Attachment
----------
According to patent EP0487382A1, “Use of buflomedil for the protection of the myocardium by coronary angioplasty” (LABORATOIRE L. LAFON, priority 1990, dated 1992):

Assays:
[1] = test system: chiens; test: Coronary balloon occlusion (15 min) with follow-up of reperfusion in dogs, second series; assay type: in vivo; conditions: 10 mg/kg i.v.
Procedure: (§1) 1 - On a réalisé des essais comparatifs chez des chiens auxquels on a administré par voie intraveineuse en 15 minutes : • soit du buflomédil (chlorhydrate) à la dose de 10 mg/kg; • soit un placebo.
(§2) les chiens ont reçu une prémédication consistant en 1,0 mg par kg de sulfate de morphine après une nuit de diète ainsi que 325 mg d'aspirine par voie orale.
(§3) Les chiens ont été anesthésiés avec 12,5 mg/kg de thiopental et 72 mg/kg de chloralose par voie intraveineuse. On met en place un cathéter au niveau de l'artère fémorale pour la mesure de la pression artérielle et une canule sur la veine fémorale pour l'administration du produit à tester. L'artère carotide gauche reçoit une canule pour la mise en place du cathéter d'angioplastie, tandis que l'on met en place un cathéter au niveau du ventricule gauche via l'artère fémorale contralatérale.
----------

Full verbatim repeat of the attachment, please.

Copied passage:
According to patent EP0487382A1, “Use of buflomedil for the protection of the myocardium by coronary angioplasty” (LABORATOIRE L. LAFON, priority 1990, dated 1992):

Assays:
[1] = test system: chiens; test: Coronary balloon occlusion (15 min) with follow-up of reperfusion in dogs, second series; assay type: in vivo; conditions: 10 mg/kg i.v.
Procedure: (§1) 1 - On a réalisé des essais comparatifs chez des chiens auxquels on a administré par voie intraveineuse en 15 minutes : • soit du buflomédil (chlorhydrate) à la dose de 10 mg/kg; • soit un placebo.
(§2) les chiens ont reçu une prémédication consistant en 1,0 mg par kg de sulfate de morphine après une nuit de diète ainsi que 325 mg d'aspirine par voie orale.
(§3) Les chiens ont été anesthésiés avec 12,5 mg/kg de thiopental et 72 mg/kg de chloralose par voie intraveineuse. On met en place un cathéter au niveau de l'artère fémorale pour la mesure de la pression artérielle et une canule sur la veine fémorale pour l'administration du produit à tester. L'artère carotide gauche reçoit une canule pour la mise en place du cathéter d'angioplastie, tandis que l'on met en place un cathéter au niveau du ventricule gauche via l'artère fémorale contralatérale.